The Future of Social Media Marketing
We are excited to have Anna Hewstan join the Outsource Marketing team, and lead our social media marketing service offering to clients.
I had a chance to sit down and speak with Anna shortly after she joined and ask her a few questions. Here is a quick recap of our conversation on the future of social media marketing.
How has social media marketing changed since you ‘tweeted your first tweet?’
Initially, many organizations approached social media in the same way they deployed traditional marketing and brand building. They viewed Facebook and Twitter as just another channel for one-way communication.
Not long ago, companies truly ‘owned’ their brand, and controlled the dialogue with consumers. Of course, social media has changed all of that. But many companies were slow to respond and adapt.
Slowly, but surely, progressive organizations realize they no longer have the level of control over their brands that they once did. They no longer own all the channels of communication. With social media, consumers have more control and can share their brand experience with each other to the betterment, or detriment of a company’s reputation.
What has really struck me is that, over the past few years, companies have begun to embrace social media as a strategy to engage their community, to figure out what they are doing well and what they should do differently to improve whatever product or service they offer.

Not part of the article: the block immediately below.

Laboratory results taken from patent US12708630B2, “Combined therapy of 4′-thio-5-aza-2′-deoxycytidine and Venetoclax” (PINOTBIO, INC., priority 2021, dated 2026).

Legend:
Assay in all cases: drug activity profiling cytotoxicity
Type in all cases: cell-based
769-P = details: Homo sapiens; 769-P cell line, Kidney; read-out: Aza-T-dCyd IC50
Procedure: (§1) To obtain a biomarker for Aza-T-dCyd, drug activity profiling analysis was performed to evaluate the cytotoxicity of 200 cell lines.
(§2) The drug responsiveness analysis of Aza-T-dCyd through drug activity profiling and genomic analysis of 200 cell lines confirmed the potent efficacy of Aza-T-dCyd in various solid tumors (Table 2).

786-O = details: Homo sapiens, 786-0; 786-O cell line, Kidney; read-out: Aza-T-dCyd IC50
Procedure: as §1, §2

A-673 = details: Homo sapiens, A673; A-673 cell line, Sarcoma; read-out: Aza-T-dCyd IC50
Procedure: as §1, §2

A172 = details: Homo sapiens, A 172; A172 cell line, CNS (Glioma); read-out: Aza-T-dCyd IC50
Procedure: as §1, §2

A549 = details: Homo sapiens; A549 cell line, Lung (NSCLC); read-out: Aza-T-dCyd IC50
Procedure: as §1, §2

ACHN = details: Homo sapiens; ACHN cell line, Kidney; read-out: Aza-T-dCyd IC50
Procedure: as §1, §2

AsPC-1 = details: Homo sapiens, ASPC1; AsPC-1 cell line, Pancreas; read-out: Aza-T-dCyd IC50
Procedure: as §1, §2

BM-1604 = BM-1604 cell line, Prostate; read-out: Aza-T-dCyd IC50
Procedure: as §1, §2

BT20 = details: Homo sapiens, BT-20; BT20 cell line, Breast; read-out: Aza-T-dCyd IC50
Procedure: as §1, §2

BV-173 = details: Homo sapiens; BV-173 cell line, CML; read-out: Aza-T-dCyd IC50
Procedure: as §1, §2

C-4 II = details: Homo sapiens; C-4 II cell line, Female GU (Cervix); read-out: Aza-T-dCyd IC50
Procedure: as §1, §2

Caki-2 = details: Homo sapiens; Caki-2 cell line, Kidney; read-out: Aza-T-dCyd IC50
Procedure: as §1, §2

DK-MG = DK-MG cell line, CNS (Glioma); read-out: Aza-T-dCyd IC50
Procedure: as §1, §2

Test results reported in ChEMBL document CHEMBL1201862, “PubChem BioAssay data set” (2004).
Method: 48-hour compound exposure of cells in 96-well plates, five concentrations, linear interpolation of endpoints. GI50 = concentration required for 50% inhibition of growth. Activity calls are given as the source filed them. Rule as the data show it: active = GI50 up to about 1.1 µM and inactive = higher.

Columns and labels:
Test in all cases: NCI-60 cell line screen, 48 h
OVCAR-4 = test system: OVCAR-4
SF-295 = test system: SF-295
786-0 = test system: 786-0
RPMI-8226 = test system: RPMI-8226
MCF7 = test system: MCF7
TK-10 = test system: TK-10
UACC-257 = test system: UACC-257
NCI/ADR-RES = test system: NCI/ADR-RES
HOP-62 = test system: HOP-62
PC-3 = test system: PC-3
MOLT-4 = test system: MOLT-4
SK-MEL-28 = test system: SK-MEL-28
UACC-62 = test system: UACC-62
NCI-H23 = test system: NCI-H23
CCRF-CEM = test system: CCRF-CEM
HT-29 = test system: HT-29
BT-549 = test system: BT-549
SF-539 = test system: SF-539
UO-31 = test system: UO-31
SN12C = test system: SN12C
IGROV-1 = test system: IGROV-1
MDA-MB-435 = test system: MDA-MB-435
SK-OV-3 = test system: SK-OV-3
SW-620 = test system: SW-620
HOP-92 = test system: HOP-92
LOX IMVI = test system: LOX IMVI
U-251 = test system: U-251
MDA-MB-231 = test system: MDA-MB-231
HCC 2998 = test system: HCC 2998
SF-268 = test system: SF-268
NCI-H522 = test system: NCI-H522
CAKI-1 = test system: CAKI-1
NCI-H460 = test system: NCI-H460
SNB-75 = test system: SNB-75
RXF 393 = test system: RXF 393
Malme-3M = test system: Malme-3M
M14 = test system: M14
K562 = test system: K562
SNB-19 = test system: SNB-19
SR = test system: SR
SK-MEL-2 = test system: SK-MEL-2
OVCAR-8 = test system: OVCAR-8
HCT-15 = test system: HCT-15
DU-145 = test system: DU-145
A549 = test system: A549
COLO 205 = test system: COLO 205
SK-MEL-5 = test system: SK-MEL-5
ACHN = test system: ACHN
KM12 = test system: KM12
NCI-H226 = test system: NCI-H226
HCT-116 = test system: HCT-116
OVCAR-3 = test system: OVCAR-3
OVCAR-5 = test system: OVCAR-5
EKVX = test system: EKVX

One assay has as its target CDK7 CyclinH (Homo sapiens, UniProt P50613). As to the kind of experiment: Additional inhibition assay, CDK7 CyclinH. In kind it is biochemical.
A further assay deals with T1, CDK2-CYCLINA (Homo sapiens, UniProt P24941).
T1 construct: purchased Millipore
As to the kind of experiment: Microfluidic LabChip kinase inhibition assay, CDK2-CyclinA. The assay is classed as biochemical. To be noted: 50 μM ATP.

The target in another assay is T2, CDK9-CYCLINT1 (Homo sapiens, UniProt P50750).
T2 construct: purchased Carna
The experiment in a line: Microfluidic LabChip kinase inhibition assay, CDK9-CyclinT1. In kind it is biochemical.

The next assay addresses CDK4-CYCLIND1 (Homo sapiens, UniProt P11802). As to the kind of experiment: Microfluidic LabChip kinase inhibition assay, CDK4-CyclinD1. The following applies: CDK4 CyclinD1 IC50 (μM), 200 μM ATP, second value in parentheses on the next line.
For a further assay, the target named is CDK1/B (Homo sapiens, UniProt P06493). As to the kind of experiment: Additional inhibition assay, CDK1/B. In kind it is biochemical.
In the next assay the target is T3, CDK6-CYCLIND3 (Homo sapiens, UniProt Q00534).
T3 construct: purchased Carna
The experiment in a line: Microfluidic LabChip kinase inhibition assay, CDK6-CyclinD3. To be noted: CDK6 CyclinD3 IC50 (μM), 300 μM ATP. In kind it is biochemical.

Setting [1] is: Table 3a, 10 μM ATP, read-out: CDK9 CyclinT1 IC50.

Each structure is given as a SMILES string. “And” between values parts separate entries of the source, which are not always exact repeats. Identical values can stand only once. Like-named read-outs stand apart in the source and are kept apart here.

It has evolved from a one-way communication channel to one that is frequently being used to dialogue with customers in a meaningful way. Don’t get me wrong. It’s still very much used to promote a company’s product or service offering, and to broaden its reach. But more and more organizations and getting the fact that it pays to develop deeper relationships with existing and prospective clients, and that social media is an excellent tool for accomplishing this.
We often hear about how companies want to create brand champions. That’s probably harder today than it ever has, given the control or lack thereof, companies have over their brands. But if companies take a proactive, sincere approach to build engagement with the use of social media, for example, they have a greater chance to create brand champions – consumers that are willing to ‘stand up’ for a brand, tell its story, and encourage others to give it a try.
Social media platforms have tailored their user experience to allow individuals to communicate and express themselves in unique ways, which also differentiates the platforms from each other. To make best use of social media, organizations need to understand how their customers like to communicate, and then tailor their strategy accordingly.
What is the most important thing about social media marketing that small to medium-sized companies need to keep in mind?
Be clear on what you are trying to achieve, and make sure everything you do is aligned with meeting this objective. And when thinking about what you are trying to achieve, it’s helpful to see things from your audience or consumer’s perspective.
How can you make their experience with your brand or organization better? What information do they seek at different stages of their buying journey? If you are clear on what you are trying to achieve, and also understand what you need to do to improve the consumer’s experience, you should be able to leverage social media marketing to accomplish something great.
It’s also important to understand that as part of a broader content-marketing plan, commitment and consistency are key to social media marketing success. Once a company creates an account on social media, it is important to stay active with regular content that not only fits the channel but also is relevant and engages the audience.